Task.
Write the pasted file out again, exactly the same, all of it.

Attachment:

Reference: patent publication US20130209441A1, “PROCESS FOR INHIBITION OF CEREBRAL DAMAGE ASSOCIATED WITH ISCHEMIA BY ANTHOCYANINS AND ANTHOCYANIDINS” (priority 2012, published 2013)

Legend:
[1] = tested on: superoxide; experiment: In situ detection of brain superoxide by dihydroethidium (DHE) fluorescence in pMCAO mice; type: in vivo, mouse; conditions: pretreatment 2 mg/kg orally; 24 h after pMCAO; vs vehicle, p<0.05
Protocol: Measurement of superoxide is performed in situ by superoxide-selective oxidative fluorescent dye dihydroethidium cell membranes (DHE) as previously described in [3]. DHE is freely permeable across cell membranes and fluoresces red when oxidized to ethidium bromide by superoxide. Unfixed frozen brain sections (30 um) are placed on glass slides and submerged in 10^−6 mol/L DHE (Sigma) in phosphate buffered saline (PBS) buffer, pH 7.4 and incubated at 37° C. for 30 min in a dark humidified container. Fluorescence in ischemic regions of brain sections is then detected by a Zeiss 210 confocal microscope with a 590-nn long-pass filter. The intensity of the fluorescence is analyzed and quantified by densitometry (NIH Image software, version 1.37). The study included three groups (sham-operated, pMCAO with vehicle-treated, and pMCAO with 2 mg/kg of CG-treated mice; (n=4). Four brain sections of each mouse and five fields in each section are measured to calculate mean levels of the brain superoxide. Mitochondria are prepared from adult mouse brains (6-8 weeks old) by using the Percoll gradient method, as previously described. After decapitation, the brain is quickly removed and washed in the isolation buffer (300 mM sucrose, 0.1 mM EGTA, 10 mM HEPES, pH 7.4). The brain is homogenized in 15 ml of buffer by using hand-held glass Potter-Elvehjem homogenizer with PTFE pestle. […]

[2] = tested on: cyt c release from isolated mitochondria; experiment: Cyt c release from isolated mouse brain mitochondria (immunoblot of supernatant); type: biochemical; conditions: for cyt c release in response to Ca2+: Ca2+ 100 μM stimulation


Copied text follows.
Reference: patent publication US20130209441A1, “PROCESS FOR INHIBITION OF CEREBRAL DAMAGE ASSOCIATED WITH ISCHEMIA BY ANTHOCYANINS AND ANTHOCYANIDINS” (priority 2012, published 2013)

Legend:
[1] = tested on: superoxide; experiment: In situ detection of brain superoxide by dihydroethidium (DHE) fluorescence in pMCAO mice; type: in vivo, mouse; conditions: pretreatment 2 mg/kg orally; 24 h after pMCAO; vs vehicle, p<0.05
Protocol: Measurement of superoxide is performed in situ by superoxide-selective oxidative fluorescent dye dihydroethidium cell membranes (DHE) as previously described in [3]. DHE is freely permeable across cell membranes and fluoresces red when oxidized to ethidium bromide by superoxide. Unfixed frozen brain sections (30 um) are placed on glass slides and submerged in 10^−6 mol/L DHE (Sigma) in phosphate buffered saline (PBS) buffer, pH 7.4 and incubated at 37° C. for 30 min in a dark humidified container. Fluorescence in ischemic regions of brain sections is then detected by a Zeiss 210 confocal microscope with a 590-nn long-pass filter. The intensity of the fluorescence is analyzed and quantified by densitometry (NIH Image software, version 1.37). The study included three groups (sham-operated, pMCAO with vehicle-treated, and pMCAO with 2 mg/kg of CG-treated mice; (n=4). Four brain sections of each mouse and five fields in each section are measured to calculate mean levels of the brain superoxide. Mitochondria are prepared from adult mouse brains (6-8 weeks old) by using the Percoll gradient method, as previously described. After decapitation, the brain is quickly removed and washed in the isolation buffer (300 mM sucrose, 0.1 mM EGTA, 10 mM HEPES, pH 7.4). The brain is homogenized in 15 ml of buffer by using hand-held glass Potter-Elvehjem homogenizer with PTFE pestle. […]

[2] = tested on: cyt c release from isolated mitochondria; experiment: Cyt c release from isolated mouse brain mitochondria (immunoblot of supernatant); type: biochemical; conditions: for cyt c release in response to Ca2+: Ca2+ 100 μM stimulation